Archive for the ‘Book Recommendations’ Category

Waiting for Oprah

Tuesday, March 12th, 2013

 

IMG_0648 IMG_0645Writer Pals, Please do not fail to read the article today on Huff Post by Candace Walsh, author of Licking the Spoon: “10 Fun Ways to Market Your Book While Waiting for Oprah to Notice It”.

Brilliant.

But let’s face it, Fun is always brilliant.

Onward,

Barbara

0

Author Blog Hop – “Your Next Big Thing”

Wednesday, March 6th, 2013
From one of my new paintings - write a story that has a magical blue bird in it.

From one of my new paintings – write a story that has a magical blue bird in it.


Barbara Mayfield here. Thanks to author NancyKay Wessman for the invitation to join the Author Blog Hop: “What Is Your Next Big Thing?” interview series.

Who will play Mrs. Iptweet in the film????

The question is answered in my post today on my blog.

 

With links to all the author blog hoppers, and to the stars I intend to book for the movie….

Here’s a wonderful article about Mrs. Iptweet on Children’s Retail today.

0

Writer’s Questionaire: Jill Koenigsdorf

Wednesday, February 20th, 2013
Phoebe and the Ghost of Chagall, by Jill Konigsdorf

Phoebe and the Ghost of Chagall, by Jill Koenigsdorf

SFWG REVIEW  “I just finished it. It was great fun to spend time with Phoebe and Chagall. I especially enjoyed biking through the Provence countryside and meeting Bernadette and the Bion sisters. I agree with Nadine that reading this book is like taking a trip to France.” —-Catherine Coulter, author, member Santa Fe Writers Group

 Jill Koenigsdorf , author of Phoebe and the Ghost of Chagall, answers the tough questions:

SFWG: Oliver Stone once said the secret to completing a script was “ass-meets-chair.” How do you get your a-s in a chair?

JK: I had a teacher who once said: even if you write only fifteen minutes each day, you get to feel good all day. That feeling of self-loathing when I DON”T write is a great motivator!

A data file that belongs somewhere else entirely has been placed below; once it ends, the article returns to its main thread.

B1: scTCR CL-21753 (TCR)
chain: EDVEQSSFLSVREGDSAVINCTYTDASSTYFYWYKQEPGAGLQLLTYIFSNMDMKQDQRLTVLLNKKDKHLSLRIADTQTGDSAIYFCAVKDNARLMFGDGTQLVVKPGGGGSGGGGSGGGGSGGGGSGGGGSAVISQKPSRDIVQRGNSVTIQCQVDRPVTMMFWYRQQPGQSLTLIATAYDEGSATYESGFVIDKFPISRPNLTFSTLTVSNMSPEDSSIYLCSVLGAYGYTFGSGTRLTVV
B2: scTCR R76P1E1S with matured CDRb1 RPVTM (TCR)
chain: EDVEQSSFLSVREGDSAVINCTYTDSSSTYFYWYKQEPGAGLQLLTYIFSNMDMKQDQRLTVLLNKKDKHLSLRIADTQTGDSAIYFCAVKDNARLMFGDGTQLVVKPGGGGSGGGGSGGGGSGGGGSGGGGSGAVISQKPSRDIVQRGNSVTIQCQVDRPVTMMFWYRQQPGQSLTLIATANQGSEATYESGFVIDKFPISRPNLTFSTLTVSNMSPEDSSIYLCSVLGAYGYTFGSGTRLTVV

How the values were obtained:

SFWG: Is there a food you write by?

JK: Lots of tea.

 

SFWG: Do you have a favorite writing spot?

JK: Wherever my desk is, I have to be able to look out a window. If there is a bird feeder in view, even better.

 

SFWG: People say there are two kinds of writers, those who outline and those who wing it.  What’s your process?

JK: Hmmm: I do a very loose outline if I am working on a novel. But most of my short stories and longer stuff springs from and image or a character. I usually have a dozen chards of paper with ideas/images that I scribbled down in the middle of the night surrounding my keyboard at all times.

 

SFWG: The best thing you can do for any writing project is…

JK: Turn the light on in the middle of the night and write down that idea. No, you won’t remember it in the morning.

 

SFWG: What profession other than your own would you like to attempt?

JK: I owned a flower shop for 24 years in Berkeley and that is my other love. It is important for me to do something physical that earns a wage. Too much sitting and I get whacky.

 

SFWG: What is your favorite word?

JK: Murmur

 

SFWG: What is your least favorite word?

JK: Fraction

 

SFWG: My favorite thrill is….

JK: …snorkeling and making out in cars.

 

SFWG: What’s your favorite shower song?

JK: La Vie En Rose, Cabaret, and You Don’t Know Me by Ray Charles.

 

SFWG: I wish I understood why…

JK: …..the banks are not getting into trouble for how they have screwed homeowners.

 

SFWG: I need to learn how to…
JK: …give the good stuff way more weight than the bad

 

SFWG: I’m often puzzled by…

JK: …the opposite sex

______Thanks, Jill!!_________

MacAdam Cage Publishers

AMAZON

Barnes & Noble

0

SNOW IN SUMMER

Tuesday, July 24th, 2012

SNOW, a picture book by Uri Shulevitz, is so good you can enjoy it year ’round. It’s a Caldecott Honor Book and my guess is this choice was a no-brainer decision by the Caldecott committee if there ever was one. The illustrations are gorgeous, a whimsical take on the days of Charles Dickens, you think-until radio and tv playfully twist with the visual feast.

The story is simple-the best always are, seems like. A boy and his dog see the first signs of snow with promise and optimism but everyone they encounter poo-poo it away. The joke’s on them and the story shows us all, be us 3 or 103, the power of positive thinking.

0